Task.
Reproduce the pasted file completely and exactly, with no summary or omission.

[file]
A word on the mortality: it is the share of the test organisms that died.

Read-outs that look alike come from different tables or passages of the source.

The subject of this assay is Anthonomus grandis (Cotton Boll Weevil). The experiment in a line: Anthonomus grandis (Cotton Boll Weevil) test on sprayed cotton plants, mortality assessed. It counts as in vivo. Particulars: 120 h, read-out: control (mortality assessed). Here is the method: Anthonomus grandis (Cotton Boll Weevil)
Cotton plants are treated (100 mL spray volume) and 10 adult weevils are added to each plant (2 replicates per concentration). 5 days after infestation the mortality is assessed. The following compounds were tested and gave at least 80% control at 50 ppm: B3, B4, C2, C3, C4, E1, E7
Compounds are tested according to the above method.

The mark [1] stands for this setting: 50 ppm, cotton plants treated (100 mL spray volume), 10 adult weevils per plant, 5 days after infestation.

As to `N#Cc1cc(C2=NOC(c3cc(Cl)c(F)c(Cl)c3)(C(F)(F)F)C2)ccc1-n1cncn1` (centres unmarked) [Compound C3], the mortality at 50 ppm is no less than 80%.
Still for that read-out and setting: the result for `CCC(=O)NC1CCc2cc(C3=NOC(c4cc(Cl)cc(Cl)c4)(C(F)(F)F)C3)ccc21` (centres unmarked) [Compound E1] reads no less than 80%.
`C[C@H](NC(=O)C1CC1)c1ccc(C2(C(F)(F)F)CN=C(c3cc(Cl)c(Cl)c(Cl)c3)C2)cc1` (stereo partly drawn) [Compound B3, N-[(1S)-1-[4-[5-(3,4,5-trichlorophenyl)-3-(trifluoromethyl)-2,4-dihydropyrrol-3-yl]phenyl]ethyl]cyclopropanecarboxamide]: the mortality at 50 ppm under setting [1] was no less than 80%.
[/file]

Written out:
A word on the mortality: it is the share of the test organisms that died.

Read-outs that look alike come from different tables or passages of the source.

The subject of this assay is Anthonomus grandis (Cotton Boll Weevil). The experiment in a line: Anthonomus grandis (Cotton Boll Weevil) test on sprayed cotton plants, mortality assessed. It counts as in vivo. Particulars: 120 h, read-out: control (mortality assessed). Here is the method: Anthonomus grandis (Cotton Boll Weevil)
Cotton plants are treated (100 mL spray volume) and 10 adult weevils are added to each plant (2 replicates per concentration). 5 days after infestation the mortality is assessed. The following compounds were tested and gave at least 80% control at 50 ppm: B3, B4, C2, C3, C4, E1, E7
Compounds are tested according to the above method.

The mark [1] stands for this setting: 50 ppm, cotton plants treated (100 mL spray volume), 10 adult weevils per plant, 5 days after infestation.

As to `N#Cc1cc(C2=NOC(c3cc(Cl)c(F)c(Cl)c3)(C(F)(F)F)C2)ccc1-n1cncn1` (centres unmarked) [Compound C3], the mortality at 50 ppm is no less than 80%.
Still for that read-out and setting: the result for `CCC(=O)NC1CCc2cc(C3=NOC(c4cc(Cl)cc(Cl)c4)(C(F)(F)F)C3)ccc21` (centres unmarked) [Compound E1] reads no less than 80%.
`C[C@H](NC(=O)C1CC1)c1ccc(C2(C(F)(F)F)CN=C(c3cc(Cl)c(Cl)c(Cl)c3)C2)cc1` (stereo partly drawn) [Compound B3, N-[(1S)-1-[4-[5-(3,4,5-trichlorophenyl)-3-(trifluoromethyl)-2,4-dihydropyrrol-3-yl]phenyl]ethyl]cyclopropanecarboxamide]: the mortality at 50 ppm under setting [1] was no less than 80%.